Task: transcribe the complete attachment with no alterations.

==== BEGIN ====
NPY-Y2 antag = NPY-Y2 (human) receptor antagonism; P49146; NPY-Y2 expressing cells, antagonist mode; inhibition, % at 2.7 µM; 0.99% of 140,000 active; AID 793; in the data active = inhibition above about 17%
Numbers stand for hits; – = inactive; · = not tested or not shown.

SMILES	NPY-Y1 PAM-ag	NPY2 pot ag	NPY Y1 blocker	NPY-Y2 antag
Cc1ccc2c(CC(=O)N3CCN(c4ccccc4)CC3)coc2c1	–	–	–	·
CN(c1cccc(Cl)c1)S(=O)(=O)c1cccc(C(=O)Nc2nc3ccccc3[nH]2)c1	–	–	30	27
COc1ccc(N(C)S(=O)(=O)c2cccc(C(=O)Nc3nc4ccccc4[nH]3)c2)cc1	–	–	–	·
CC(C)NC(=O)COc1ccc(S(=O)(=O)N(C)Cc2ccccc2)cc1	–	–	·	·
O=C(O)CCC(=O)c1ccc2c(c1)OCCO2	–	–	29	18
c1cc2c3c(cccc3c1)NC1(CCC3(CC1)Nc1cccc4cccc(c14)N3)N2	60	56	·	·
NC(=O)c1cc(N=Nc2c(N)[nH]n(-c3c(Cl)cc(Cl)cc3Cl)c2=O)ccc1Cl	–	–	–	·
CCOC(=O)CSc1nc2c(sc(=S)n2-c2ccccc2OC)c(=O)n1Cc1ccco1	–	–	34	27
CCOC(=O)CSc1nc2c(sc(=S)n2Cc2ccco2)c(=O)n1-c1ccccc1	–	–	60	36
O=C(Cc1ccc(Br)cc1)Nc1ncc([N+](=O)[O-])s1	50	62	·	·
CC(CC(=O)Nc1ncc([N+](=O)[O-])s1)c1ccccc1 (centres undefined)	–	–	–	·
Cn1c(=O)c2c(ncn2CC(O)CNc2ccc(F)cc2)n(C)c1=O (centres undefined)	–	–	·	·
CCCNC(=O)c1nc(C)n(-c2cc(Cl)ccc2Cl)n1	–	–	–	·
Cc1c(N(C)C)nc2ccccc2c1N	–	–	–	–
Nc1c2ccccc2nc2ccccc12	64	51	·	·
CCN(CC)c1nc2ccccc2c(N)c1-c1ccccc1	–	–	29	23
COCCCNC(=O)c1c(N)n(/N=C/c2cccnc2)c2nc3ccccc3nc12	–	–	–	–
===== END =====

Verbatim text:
NPY-Y2 antag = NPY-Y2 (human) receptor antagonism; P49146; NPY-Y2 expressing cells, antagonist mode; inhibition, % at 2.7 µM; 0.99% of 140,000 active; AID 793; in the data active = inhibition above about 17%
Numbers stand for hits; – = inactive; · = not tested or not shown.

SMILES	NPY-Y1 PAM-ag	NPY2 pot ag	NPY Y1 blocker	NPY-Y2 antag
Cc1ccc2c(CC(=O)N3CCN(c4ccccc4)CC3)coc2c1	–	–	–	·
CN(c1cccc(Cl)c1)S(=O)(=O)c1cccc(C(=O)Nc2nc3ccccc3[nH]2)c1	–	–	30	27
COc1ccc(N(C)S(=O)(=O)c2cccc(C(=O)Nc3nc4ccccc4[nH]3)c2)cc1	–	–	–	·
CC(C)NC(=O)COc1ccc(S(=O)(=O)N(C)Cc2ccccc2)cc1	–	–	·	·
O=C(O)CCC(=O)c1ccc2c(c1)OCCO2	–	–	29	18
c1cc2c3c(cccc3c1)NC1(CCC3(CC1)Nc1cccc4cccc(c14)N3)N2	60	56	·	·
NC(=O)c1cc(N=Nc2c(N)[nH]n(-c3c(Cl)cc(Cl)cc3Cl)c2=O)ccc1Cl	–	–	–	·
CCOC(=O)CSc1nc2c(sc(=S)n2-c2ccccc2OC)c(=O)n1Cc1ccco1	–	–	34	27
CCOC(=O)CSc1nc2c(sc(=S)n2Cc2ccco2)c(=O)n1-c1ccccc1	–	–	60	36
O=C(Cc1ccc(Br)cc1)Nc1ncc([N+](=O)[O-])s1	50	62	·	·
CC(CC(=O)Nc1ncc([N+](=O)[O-])s1)c1ccccc1 (centres undefined)	–	–	–	·
Cn1c(=O)c2c(ncn2CC(O)CNc2ccc(F)cc2)n(C)c1=O (centres undefined)	–	–	·	·
CCCNC(=O)c1nc(C)n(-c2cc(Cl)ccc2Cl)n1	–	–	–	·
Cc1c(N(C)C)nc2ccccc2c1N	–	–	–	–
Nc1c2ccccc2nc2ccccc12	64	51	·	·
CCN(CC)c1nc2ccccc2c(N)c1-c1ccccc1	–	–	29	23
COCCCNC(=O)c1c(N)n(/N=C/c2cccnc2)c2nc3ccccc3nc12	–	–	–	–